By May 1987, all the
factories were all shut.
The final nail in
the coffin came in 1988, when Microdeal, which wrote more Dragon
titles than any other software house, pulled out of the market altogether.
And that, misty eyed
reader, was that.
My own Dragon is still
around. It's up in my parents' loft, reminding them cruelly that their
son didn't use it as they intended. I didn't become a programmer,
and so am never likely to be able to keep them in a manner to which
they aren't accustomed.
Despite the years
of neglect, it still works: on a recent visit to my mum and dad's
I dusted it off, plugged it into the TV, attached a rickety old
cassette player to it, typed CLOADM, waited a few, long minutes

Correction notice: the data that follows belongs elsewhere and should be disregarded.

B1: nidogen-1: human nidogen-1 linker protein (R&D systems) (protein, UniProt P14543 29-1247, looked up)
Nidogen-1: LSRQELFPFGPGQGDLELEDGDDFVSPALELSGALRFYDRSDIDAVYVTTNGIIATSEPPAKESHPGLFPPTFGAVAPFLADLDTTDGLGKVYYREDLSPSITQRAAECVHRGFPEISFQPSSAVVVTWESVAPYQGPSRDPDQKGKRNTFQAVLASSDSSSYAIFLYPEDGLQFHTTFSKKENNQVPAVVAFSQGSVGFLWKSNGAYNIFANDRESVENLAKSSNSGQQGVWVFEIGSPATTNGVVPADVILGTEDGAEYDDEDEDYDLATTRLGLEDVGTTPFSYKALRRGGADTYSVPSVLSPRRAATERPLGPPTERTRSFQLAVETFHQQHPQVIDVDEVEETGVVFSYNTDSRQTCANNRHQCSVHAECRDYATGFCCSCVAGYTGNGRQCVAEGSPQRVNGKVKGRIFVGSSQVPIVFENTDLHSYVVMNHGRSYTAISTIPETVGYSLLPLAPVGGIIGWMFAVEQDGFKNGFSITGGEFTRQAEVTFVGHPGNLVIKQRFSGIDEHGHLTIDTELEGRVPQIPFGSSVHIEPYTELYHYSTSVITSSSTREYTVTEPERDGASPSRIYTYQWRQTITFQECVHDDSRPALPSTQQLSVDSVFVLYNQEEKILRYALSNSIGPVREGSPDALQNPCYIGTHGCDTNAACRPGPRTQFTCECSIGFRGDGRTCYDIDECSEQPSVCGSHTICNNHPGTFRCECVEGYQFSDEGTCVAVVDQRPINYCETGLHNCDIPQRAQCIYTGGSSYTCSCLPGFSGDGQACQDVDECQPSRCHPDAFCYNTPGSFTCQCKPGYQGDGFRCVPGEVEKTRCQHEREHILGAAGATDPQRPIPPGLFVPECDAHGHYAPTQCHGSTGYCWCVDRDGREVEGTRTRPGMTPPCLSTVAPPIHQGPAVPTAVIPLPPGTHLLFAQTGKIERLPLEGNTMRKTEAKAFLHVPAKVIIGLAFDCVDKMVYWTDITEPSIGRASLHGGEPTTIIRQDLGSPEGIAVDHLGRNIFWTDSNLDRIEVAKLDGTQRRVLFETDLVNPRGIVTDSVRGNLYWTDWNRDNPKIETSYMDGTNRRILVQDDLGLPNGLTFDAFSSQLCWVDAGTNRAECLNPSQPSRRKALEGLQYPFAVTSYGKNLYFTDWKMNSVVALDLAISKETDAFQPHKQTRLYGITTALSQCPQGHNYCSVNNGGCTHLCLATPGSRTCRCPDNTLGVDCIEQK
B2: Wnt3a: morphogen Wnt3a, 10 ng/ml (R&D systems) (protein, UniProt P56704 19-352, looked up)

for the tape to do its thing and lo: the opening page of Chuckie
Egg popped up. I loved that game.
But in the end, Dragon's
tale is one of lofty ambitions poorly executed. Its several owners
misread the mass market (which wanted games, not easy-to-program
machines) and also failed to become the 'serious' computer of choice:
that accolade undoubtedly belonged to the BBC Micro, thanks to its
brand and the cunning schools tie-up.
gave us all a great story. Long may the remaining machines breathe
This article couldn't
have been written without the worrying devotion of a man called
David Linsley, who has written more about the Dragon's history than
you could shake a big stick at. If you go to mudhole.spodnet.uk.com/~dragon/history.htm
you'll notice that most of the facts in this article have been shamelessly
plagiarised from him.
A list of emulators
and the like can be found at www.whom.co.uk/grundig/dragonhw.htm
And remember -